A core element of Rite Aid’s digital strategy is the “store of the future” where you, as a Rite Aid customer, will enjoy an experience designed to improve your mind, body, and spirit. You will talk with a pharmacist, who is no longer in the backroom counting pills, but is now in the front of the store and, as a member of your community, familiar with you and your family.
As a result of the brand’s digital strategy, which they call the “RX Evolution”, you will walk into a wellness room powered by telehealth where a local nutritionist, who already knows you through your many omni-channel interactions, will advise you on a healthy diet. You will be able to check out your store purchases on your mobile device, or order items online and have them shipped to your home, or you can pick them up curbside. Or, a revamped drive-through experience will await you, with the help of a digital menu and the ability to pre-pay for your prescriptions and any over-the-counter items you need.
While standing in this store of the future, you will likely not be thinking about the spring of 2020, when Rite Aid, a $21 billion company, was center stage in the fight against a global pandemic, serving your communities while also safeguarding the health of its 50,000 associates.
Epicenter of the crisis
“As the leading retail pharmacy chain in the nation’s hotspots, we saw the crisis evolve from day one to a full-scale epidemic,” says Justin Mennen, who joined Rite Aid as CIO in January 2019. “We experienced an immediate spike in demand for hand sanitizer and disinfectants in our stores, and in customer claims to EnvisionRxOptions, our pharmacy benefits business.” (EnvionsRXOptions will soon be re-branded as Elixir.)
As a business providing essential services to consumers, Rite Aid could not send all store associates home. The company needed its workforce to stay healthy and continue to be a strong presence in their communities. How did Rite Aid accomplish this? For Mennen, the leadership competencies that stood out at all levels of the organization were compassion and transparency.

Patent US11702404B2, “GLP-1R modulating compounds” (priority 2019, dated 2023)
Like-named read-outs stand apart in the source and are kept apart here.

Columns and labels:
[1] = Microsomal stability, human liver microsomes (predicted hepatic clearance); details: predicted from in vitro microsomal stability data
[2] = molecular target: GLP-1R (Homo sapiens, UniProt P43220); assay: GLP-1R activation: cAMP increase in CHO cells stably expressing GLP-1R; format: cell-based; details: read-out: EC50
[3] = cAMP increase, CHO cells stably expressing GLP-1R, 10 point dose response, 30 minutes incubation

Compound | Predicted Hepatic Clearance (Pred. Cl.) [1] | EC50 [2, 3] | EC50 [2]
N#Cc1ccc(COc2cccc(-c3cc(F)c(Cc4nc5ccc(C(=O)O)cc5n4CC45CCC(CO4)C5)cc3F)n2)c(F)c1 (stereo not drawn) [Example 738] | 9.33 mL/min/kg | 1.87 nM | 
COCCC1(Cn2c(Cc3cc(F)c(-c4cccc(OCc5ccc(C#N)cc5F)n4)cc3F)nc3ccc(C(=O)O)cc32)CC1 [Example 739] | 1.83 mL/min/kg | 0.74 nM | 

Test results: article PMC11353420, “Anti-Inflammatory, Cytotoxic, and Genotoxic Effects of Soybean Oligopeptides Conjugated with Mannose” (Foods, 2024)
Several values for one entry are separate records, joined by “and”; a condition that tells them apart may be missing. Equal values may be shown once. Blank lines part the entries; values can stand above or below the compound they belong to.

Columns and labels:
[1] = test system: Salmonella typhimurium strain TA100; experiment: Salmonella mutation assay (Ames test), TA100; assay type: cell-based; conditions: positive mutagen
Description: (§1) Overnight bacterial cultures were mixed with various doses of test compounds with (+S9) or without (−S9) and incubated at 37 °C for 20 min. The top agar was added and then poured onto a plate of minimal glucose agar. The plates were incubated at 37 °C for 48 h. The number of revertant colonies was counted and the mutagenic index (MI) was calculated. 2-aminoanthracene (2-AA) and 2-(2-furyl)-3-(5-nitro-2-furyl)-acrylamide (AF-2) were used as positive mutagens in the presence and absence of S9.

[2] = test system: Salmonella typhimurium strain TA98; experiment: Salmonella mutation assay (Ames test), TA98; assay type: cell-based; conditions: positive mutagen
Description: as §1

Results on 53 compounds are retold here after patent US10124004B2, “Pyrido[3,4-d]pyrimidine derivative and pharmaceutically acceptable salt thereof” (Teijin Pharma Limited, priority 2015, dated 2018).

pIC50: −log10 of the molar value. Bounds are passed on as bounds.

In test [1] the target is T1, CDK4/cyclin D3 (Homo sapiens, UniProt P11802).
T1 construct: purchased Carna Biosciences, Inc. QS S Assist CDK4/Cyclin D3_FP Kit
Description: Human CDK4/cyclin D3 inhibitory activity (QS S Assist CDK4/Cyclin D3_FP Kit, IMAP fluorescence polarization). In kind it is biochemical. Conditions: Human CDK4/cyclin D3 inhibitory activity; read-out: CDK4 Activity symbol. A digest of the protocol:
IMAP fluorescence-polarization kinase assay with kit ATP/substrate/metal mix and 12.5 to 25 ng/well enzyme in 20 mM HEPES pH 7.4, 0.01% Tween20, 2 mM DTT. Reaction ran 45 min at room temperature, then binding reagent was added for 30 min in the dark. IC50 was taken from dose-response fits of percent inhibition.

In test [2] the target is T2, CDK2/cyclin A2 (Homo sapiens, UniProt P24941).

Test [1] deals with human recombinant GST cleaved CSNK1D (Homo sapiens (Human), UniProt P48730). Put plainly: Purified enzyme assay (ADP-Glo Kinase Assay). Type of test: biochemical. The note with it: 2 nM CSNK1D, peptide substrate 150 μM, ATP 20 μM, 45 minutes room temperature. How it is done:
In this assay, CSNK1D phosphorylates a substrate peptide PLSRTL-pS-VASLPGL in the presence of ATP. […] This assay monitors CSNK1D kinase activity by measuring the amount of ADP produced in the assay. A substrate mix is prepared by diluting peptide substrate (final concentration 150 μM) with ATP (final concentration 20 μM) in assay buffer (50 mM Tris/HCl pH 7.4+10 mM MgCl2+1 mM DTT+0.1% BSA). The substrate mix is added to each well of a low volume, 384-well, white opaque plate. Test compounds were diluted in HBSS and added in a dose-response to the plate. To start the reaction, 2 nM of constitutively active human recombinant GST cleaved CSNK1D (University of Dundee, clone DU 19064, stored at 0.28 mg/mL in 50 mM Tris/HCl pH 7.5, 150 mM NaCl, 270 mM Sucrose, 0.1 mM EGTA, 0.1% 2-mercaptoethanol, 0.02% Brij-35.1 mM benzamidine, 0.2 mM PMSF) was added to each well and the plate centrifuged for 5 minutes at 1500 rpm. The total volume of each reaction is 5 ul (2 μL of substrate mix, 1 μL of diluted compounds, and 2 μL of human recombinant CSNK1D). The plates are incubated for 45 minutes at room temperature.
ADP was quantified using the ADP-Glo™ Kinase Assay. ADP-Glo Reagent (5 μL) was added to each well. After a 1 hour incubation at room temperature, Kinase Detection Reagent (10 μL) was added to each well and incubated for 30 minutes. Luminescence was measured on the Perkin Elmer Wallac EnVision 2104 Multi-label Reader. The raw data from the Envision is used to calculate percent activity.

“At Rite Aid, we are in a people business, which has never been more apparent than with COVID-19,” says Mennen. “Our associates, and their families, have the same personal concerns around health and stability as our customers. If we are transparent with our associates, and we show them compassion, they are better able to take care of their customers.”
To show compassion to store employees, Rite Aid did a lot: It rolled out a pandemic pay policy, raised pay for non-management hourly associates, increased associate discounts, awarded hero bonuses for salaried retail associates, and sent store associates free health kits, with hand sanitizer and other high-demand items.
“We didn’t want our associates to have to go out and hunt for those items,” says Mennen. “We wanted to let them and their families know that we would do everything we could to keep them safe.”
In terms of transparency, the executive leadership regularly communicated pandemic-related information to the entire staff. Credible, timely information on the crisis is important in any business, but especially critical in companies whose staff is providing health information to their communities. “Our customers need to sort through what they are reading on social media and hearing from their friends,” says Mennen. “Since they are used to turning to their pharmacists for advice, we have to give our store associates the most accurate and timely information that we have.”